Transparency International’s experience shows clear links between the issues of land governance, women’s rights, corruption and the United Nations’ Sustainable Development Goals (SDGs). These links are especially prevalent in lower-income countries, where people’s reliance on their land is greatest, and land governance and women’s rights are often weak – as highlighted in our 2018 resource book Women, Land and Corruption.
This paper outlines our experience and argues that a holistic approach is needed – addressing all three issues – if the SDGs on land are to be achieved. It provides policymakers, practitioners and all stakeholders engaged in land governance with clear recommendations that will enable them to address corruption and gender inequality in relation to land issues as specific steps towards achieving the SDGs.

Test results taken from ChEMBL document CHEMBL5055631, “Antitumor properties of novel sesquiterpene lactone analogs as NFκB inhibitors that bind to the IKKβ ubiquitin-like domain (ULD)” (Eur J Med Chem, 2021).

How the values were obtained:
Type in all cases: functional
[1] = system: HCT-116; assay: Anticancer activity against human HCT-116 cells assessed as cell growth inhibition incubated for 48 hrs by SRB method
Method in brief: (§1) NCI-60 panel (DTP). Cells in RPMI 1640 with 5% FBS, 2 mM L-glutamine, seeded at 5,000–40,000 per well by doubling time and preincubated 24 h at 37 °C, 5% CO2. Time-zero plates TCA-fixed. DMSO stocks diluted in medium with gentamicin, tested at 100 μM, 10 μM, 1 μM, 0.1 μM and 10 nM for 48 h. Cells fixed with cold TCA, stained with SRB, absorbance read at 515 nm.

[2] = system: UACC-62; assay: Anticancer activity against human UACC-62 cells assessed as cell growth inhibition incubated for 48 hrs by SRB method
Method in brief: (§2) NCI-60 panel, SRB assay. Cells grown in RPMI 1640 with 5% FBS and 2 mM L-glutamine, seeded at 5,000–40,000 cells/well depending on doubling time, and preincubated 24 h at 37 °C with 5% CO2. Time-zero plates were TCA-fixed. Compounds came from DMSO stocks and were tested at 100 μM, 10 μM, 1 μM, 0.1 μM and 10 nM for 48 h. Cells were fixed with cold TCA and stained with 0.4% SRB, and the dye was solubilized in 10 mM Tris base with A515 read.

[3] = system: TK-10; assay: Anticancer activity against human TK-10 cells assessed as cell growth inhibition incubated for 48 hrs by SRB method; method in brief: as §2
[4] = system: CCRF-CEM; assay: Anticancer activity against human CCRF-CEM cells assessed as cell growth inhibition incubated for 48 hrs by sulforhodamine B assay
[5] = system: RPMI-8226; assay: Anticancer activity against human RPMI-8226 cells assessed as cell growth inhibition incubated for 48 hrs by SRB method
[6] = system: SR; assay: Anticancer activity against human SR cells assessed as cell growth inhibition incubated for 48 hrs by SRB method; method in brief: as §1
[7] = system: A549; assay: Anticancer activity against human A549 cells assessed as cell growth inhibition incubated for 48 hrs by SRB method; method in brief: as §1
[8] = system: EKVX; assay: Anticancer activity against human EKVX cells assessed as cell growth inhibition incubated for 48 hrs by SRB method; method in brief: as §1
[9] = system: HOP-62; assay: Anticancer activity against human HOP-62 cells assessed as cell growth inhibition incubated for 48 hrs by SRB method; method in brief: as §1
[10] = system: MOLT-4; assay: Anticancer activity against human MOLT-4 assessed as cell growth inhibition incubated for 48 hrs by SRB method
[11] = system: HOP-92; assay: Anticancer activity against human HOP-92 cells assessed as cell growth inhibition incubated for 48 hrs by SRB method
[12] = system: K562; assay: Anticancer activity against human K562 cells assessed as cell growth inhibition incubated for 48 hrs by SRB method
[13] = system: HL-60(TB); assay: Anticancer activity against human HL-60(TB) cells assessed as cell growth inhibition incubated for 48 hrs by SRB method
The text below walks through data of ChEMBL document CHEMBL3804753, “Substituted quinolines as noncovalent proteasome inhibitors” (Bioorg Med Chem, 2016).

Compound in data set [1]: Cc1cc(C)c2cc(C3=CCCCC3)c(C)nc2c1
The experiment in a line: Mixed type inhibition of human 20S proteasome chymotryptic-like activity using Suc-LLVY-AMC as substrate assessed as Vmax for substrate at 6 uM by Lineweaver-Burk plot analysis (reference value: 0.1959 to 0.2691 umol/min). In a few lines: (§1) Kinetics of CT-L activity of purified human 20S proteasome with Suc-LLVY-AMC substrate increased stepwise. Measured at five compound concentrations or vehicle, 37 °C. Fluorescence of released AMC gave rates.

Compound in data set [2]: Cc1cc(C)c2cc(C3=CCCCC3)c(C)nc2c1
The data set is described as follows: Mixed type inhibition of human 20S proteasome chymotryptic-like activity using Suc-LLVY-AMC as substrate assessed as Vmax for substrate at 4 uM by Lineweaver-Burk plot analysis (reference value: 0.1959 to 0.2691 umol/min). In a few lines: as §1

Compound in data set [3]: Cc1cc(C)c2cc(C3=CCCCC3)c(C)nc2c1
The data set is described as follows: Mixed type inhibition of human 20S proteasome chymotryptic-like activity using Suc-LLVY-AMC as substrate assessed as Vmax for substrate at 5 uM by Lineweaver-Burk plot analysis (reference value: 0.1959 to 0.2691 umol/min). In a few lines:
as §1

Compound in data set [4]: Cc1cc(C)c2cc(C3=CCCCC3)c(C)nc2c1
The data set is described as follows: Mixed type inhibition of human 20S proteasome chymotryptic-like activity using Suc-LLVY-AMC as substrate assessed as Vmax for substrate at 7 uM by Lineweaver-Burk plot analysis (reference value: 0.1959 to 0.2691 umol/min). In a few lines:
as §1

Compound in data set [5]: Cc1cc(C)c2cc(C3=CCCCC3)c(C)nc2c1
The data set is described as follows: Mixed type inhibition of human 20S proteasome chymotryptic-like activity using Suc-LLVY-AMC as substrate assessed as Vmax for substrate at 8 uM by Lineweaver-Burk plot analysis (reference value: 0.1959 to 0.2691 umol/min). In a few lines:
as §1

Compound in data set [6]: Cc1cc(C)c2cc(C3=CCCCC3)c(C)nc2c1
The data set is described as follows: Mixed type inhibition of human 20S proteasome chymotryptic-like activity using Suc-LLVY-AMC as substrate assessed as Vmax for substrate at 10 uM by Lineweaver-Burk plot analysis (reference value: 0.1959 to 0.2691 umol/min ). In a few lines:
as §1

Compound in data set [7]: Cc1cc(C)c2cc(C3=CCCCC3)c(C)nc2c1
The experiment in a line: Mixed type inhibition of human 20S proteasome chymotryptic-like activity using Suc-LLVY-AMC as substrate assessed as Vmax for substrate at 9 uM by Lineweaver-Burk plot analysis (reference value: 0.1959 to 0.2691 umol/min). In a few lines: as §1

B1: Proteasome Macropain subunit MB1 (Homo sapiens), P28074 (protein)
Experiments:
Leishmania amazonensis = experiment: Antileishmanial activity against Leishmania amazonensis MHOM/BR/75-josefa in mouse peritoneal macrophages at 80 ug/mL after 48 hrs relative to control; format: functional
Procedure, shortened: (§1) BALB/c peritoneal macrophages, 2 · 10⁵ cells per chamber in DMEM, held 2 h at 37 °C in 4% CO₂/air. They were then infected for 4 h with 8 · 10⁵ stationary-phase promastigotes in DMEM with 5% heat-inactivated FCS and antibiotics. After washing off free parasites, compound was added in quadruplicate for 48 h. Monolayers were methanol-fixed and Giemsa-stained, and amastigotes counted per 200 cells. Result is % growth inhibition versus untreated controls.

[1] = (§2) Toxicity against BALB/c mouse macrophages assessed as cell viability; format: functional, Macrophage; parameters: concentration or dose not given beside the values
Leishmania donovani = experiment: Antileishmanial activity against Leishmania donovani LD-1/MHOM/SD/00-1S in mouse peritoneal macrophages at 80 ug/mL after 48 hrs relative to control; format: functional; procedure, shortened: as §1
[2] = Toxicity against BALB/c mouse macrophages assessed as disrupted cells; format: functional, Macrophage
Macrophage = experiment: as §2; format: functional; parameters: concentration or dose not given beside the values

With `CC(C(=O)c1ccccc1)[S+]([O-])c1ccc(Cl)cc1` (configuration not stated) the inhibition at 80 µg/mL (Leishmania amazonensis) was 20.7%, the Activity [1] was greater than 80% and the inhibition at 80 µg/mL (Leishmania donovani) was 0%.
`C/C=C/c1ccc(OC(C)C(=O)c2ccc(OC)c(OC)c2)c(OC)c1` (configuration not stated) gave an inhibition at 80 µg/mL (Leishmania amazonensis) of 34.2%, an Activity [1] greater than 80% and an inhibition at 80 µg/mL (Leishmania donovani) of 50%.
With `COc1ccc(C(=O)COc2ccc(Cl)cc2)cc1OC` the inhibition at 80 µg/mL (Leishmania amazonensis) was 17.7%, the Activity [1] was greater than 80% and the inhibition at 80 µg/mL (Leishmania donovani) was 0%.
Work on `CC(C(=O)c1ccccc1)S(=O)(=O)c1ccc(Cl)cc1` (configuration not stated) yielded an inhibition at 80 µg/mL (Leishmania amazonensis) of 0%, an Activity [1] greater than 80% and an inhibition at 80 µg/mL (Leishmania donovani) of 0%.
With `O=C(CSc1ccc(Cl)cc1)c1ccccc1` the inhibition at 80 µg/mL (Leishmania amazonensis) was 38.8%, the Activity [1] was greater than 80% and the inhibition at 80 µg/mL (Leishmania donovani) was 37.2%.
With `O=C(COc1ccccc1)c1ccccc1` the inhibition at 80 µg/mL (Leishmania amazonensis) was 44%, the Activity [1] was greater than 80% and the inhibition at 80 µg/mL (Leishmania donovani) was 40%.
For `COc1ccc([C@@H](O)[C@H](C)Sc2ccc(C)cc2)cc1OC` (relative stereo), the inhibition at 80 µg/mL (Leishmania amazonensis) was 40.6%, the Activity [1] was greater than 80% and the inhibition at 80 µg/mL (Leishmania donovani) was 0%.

Autores e editores
Amanda Richardson, Stephanie Debere, Annette Jaitner
and Rukshana Nanayakkara
One global movement sharing one vision: a world in which government, business, civil society and the daily lives of people are free of corruption.
In 1993, a few individuals decided to take a stance against corruption and created Transparency International. Now present in more than 100 countries, the movement works relentlessly to stir the world’s collective conscience and bring about change. Much remains to be done to stop corruption, but much has also been achieved, including: